nosh magazine (issue 5) | Page 15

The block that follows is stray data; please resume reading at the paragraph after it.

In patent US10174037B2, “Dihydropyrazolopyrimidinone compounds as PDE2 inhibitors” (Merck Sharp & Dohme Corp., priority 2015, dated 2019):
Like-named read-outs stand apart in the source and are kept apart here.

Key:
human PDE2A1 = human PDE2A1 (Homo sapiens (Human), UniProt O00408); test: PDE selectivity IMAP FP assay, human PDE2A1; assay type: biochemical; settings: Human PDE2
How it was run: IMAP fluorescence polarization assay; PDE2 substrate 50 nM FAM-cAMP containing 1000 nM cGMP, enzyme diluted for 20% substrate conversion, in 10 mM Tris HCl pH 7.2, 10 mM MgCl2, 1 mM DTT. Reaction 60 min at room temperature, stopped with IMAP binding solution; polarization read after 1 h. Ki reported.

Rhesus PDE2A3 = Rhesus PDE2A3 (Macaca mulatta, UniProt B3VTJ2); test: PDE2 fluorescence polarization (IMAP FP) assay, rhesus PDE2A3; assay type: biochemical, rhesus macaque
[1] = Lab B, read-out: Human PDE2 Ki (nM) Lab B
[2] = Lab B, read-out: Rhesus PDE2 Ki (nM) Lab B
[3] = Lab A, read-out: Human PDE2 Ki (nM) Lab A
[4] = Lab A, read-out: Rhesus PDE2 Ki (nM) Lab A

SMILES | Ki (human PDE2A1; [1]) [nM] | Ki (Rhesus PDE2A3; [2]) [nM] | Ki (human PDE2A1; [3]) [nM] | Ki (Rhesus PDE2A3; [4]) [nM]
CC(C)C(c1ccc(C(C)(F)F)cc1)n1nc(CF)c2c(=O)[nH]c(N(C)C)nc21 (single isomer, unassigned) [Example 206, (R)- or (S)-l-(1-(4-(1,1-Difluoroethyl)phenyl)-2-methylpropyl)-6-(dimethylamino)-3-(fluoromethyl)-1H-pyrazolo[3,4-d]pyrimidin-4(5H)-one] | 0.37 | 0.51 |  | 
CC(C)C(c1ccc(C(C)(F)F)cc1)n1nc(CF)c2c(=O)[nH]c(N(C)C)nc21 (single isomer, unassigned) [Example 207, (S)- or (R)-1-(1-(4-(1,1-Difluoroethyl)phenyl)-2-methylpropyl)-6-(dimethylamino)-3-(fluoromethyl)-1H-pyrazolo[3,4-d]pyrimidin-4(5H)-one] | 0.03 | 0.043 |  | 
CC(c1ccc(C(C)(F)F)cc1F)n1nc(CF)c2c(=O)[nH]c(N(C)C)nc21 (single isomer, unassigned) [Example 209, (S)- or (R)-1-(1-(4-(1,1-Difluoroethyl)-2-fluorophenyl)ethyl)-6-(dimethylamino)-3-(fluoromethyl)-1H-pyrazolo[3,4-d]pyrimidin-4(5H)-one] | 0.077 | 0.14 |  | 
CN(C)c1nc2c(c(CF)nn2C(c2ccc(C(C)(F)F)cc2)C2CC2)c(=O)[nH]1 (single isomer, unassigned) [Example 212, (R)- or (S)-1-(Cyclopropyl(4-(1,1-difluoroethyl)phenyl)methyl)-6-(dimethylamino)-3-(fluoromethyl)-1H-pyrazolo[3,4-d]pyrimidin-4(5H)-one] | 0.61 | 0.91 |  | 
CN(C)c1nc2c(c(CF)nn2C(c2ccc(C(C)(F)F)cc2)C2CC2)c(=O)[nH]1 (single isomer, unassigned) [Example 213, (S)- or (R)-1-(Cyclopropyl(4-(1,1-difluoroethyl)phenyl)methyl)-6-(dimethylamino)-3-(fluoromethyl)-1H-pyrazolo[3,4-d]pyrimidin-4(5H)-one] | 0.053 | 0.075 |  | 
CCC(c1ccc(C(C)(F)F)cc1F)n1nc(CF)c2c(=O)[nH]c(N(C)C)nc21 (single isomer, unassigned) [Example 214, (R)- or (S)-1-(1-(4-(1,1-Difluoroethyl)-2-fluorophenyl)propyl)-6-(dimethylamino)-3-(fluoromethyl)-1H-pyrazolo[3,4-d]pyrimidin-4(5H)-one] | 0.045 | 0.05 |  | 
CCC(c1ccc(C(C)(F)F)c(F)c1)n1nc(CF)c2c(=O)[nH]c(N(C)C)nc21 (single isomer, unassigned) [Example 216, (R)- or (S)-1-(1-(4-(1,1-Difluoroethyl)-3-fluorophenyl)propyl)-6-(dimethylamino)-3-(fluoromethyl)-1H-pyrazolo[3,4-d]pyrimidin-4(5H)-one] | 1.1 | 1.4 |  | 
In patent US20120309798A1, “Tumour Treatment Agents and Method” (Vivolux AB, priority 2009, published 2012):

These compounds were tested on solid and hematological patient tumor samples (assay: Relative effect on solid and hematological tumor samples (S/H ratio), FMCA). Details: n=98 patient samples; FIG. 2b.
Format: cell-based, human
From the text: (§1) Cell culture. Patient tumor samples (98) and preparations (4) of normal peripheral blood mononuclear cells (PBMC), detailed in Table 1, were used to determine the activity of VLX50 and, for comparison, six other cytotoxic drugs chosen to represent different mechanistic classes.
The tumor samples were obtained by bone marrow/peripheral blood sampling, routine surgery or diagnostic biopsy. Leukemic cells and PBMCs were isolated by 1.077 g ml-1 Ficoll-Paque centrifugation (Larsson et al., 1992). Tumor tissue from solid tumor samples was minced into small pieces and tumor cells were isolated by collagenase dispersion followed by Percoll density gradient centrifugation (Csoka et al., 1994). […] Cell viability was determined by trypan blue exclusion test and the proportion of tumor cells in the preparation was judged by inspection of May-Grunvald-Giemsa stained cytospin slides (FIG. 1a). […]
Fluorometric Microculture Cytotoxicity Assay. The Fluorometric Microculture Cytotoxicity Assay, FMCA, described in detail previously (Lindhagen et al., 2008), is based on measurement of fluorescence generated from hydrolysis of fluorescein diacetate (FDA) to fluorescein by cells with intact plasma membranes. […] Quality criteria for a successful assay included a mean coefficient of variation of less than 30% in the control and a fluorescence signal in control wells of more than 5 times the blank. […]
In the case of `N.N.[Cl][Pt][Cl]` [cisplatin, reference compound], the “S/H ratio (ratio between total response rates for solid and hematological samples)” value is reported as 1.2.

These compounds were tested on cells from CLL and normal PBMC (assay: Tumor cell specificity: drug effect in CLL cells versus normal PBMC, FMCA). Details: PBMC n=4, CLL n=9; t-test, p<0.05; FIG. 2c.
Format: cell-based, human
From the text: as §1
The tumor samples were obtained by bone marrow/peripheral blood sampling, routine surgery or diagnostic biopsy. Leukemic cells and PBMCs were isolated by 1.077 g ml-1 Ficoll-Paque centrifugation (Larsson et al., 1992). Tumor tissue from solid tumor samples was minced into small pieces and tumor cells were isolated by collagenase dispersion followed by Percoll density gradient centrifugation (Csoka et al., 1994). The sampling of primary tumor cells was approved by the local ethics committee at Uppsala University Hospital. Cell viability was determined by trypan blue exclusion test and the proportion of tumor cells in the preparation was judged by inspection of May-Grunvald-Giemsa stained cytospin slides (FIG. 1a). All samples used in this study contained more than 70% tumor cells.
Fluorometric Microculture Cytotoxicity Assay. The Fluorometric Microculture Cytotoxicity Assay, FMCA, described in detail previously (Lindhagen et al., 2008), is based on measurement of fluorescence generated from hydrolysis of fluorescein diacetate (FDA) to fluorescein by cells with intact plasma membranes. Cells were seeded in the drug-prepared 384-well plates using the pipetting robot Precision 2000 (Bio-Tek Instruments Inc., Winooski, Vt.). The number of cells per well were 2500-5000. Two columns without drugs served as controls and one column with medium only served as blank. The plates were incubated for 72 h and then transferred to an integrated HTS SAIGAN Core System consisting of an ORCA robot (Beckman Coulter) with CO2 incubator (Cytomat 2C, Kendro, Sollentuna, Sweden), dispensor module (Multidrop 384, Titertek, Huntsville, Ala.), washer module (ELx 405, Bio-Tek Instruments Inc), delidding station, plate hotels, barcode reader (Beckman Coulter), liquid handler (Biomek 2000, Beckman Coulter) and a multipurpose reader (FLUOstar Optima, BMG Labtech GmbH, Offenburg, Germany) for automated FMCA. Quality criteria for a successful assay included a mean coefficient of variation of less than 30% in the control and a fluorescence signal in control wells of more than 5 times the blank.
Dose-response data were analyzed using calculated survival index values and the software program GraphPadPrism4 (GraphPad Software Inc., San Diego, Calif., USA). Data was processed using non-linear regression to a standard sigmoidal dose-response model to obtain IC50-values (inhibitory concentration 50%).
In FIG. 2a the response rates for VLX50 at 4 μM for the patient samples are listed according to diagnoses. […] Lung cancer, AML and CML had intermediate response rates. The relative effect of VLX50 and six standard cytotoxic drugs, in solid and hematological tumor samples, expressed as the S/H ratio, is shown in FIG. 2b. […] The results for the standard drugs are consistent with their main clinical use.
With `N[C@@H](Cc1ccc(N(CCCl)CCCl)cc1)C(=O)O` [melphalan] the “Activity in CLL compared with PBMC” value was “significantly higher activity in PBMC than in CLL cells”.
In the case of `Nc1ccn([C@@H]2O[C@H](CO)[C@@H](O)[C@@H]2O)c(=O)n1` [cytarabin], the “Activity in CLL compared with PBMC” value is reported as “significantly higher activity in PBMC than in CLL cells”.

nosh magazine FOLATE FOLLIES: THE MTHFR GENE Nutrition expert Kate Gudorf explains the MTHFR gene and its potential impact on your health. ver wonder why some people have brown hair and some blonde? Or why some people are tall and others short? Our genes are responsible for our differences and our genetics determine more than just the way we look. E Genetic variations may also lead to differences in the way we metabolise, absorb and utilise food. For example, variations on a gene, known as the MTHFR gene, can cause differences among people in the way they use folate, a B vitamin that plays an important role in the formation of DNA and cell division. That’s why the need for folate increases during pregnancy, a time of greatly increased cell division and turnover. Research has shown that people with specific genetic variations of the MTHFR gene have lower levels of folate in the blood and higher levels of homocysteine. In contrast, high levels of homocysteine can place someone at a higher risk for several conditions, like cardiovascular disease, hypertension and neural tube defects in pregnancy. Other conditions, which may be linked to genetic variations on this gene include irritable bowel syndrome, depression, anxiety, insomnia, schizophrenia, bi-polar and migraines. What do we know about the MTHFR gene? About 2 to 16 per cent of the white population has the genetic variation, making their bodies less able to use folate. The good news is that through minor dietary measures, someone with low MTHFR enzyme activity can increase their blood folate levels and reduce plasma homocysteine levels. People with low enzyme activity should aim to meet the RDI for folate each day, or 400 micrograms per day. A dietitian is critical in helping people with low MTHFR enzyme activity plan a diet that includes enough dietary folate. A dietitian may also be able to direct individuals to the right type of folic acid supplement, which may be necessary for some people to meet their body’s needs for folate. Who may benefit from MTHFR genetic testing: • women looking to conceive or are pregnant • people with heart disease or a family history of cardiovascular disease or blood vessel disease • people with anaemia • people with high homocysteine levels • people with coeliac, liver disease, Crohn’s disease or cystic fibrosis • people at risk of poor nutrition. If you suspect that you may have low MTHFR enzyme activity, book in for an appointment with a dietitian who can test for low MTHFR enzyme activity. They can then plan a diet based on the results of these tests, which is important as early intervention may help to prevent lifelong illness. N References 1. Am J Clin Nutr-2001-Vollset-499-500. 2. J Nutr. 2003 ;133 :1272-1280. 3. J. Clin. Invest. Volume 98, Number 9, November 1996, 2174–2183. 4. Department of Health and Aging and National Health and Medical Research Council, Nutrient Reference Values for Australia and New Zealand, 9 September 2005. 5. J. Clin. Invest. 1996. 98:2174–2183. 6. Department of Health and Aging and National Health and Medical Research Council, Nutrient Reference Values for Australia and New Zealand, 9 September 2005. KATE GUDORF, APD Learn more at: website | profile Kate is passionate about good food and health and she works with individuals as well as large and small groups. Kate also conducts group nutrition seminars and cooking demonstrations as well as writing about food and nutrition topics. 15